Besides, this episode also has the sparky relationship between conjoined energy twins Stein (Victor Garner) and Ronnie (Robbie “My cousin is Green Arrow” Amell) and the return of General Eiling (Clancy Brown) to give the episode some spice – great guest performances all. Thankfully Stein and Ronnie’s animosity has subsided into a mutual-respect-with-piss-taking by the end (constant bickering would be so tiresome), and Firestorm looks set to become an awesome ongoing character (how long before spin-offs are demanded by Amell 2 fans?).

Iris and Mason, meanwhile, look like they want to be the new Woodward and Bernstein, but could end up looking more like scuzzy News Of The World hacks. It’s unclear whether the writers have consciously decided to turn Iris into a boo-hiss panto villain, but it’s very difficult – considering where viewers loyalties' are supposed to lie with this show – to have any empathy with her in this new development.

The other main jarring element of the episode is Barry learning that he – as an adult, in full Flash mode – was present at his mother’s death. He seems to accept the idea that he’s going to become a time traveller with remarkable pragmatism. You’d think something like that might shake his confidence for a couple of episodes.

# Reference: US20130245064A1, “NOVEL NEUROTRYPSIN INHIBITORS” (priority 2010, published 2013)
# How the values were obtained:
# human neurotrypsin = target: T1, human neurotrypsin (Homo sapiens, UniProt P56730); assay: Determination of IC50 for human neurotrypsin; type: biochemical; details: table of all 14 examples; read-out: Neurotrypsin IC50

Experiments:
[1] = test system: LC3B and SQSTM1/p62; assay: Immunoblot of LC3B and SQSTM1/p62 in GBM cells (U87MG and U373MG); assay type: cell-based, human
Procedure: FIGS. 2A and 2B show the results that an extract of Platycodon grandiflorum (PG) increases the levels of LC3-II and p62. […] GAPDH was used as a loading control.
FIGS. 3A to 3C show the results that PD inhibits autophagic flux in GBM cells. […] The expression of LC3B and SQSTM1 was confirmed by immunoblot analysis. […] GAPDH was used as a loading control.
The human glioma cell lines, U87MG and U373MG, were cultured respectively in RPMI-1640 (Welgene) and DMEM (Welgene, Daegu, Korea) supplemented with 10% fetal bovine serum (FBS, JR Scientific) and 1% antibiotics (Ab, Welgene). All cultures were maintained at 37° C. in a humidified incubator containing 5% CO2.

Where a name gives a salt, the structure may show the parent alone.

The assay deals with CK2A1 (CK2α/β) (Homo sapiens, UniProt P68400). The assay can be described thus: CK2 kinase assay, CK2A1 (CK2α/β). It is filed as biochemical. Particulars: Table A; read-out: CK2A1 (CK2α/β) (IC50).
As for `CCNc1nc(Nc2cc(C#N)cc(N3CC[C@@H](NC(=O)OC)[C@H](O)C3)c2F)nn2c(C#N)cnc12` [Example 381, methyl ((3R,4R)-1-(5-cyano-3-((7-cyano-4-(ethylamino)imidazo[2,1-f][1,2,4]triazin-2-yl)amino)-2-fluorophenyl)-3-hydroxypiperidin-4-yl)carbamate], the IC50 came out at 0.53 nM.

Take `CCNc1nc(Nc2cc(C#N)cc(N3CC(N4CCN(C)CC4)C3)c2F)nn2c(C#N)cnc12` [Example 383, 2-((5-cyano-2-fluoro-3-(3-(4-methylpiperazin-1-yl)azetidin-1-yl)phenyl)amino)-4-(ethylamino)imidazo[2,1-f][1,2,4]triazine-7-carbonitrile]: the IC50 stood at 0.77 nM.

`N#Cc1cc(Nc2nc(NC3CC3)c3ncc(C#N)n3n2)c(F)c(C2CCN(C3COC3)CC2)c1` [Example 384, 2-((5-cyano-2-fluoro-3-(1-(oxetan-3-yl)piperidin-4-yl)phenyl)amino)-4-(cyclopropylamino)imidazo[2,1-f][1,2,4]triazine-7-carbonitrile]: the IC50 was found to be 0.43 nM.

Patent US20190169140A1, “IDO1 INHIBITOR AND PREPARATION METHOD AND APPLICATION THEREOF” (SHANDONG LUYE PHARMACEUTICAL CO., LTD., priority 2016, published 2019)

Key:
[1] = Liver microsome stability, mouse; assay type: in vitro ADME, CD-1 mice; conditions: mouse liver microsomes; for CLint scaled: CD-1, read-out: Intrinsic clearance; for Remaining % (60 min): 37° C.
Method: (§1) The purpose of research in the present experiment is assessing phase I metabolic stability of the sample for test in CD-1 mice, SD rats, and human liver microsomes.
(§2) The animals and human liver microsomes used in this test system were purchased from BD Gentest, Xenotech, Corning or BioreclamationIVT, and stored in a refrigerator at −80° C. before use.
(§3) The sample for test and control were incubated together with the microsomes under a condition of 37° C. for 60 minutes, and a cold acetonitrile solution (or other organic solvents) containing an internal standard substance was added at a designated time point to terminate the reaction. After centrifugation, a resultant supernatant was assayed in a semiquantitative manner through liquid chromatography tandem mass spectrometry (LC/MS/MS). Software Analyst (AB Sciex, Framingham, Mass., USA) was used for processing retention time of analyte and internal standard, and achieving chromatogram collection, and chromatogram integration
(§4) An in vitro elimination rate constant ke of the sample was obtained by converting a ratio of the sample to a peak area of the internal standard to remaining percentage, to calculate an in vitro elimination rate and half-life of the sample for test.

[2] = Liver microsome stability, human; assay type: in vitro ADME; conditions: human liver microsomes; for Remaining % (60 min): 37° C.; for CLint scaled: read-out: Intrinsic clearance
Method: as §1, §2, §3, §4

But hey! Then Grodd arrives and wants some payback for being prodded with an electrified cattle prod (or whatever Eiling’s torture device was). That’s the kind of final moment that leaves you caring not a jot about mere quibbles. Thank Grodd.

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Best Lines

Joe: “Like… the what now?” Barry: “If you travel back in time to change something then you end up being the causal factor of that event.” Cisco: “Like Terminator.” Joe: “Ah!” Wells: “Or is time plastic? Is it mutable? Whereby any changes to the continuum could create an alternate timeline?” Cisco:Back To The Future.” Joe: “Ah, saw that one too.” Wells: “Doc Brown! Tremendous picture.”

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Opening Shot

We’re open to argument but… surely this is the first time in TV history that an episode of anything has opened with the image of a man trying to outrun a nuclear explosion?

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The Writing On The Wall

There’s clearly a clairvoyant graffiti artist in Central City – he appears to have predicted that our “HERO” would fall into Eiling’s “TRAP”.

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Let's Get Meta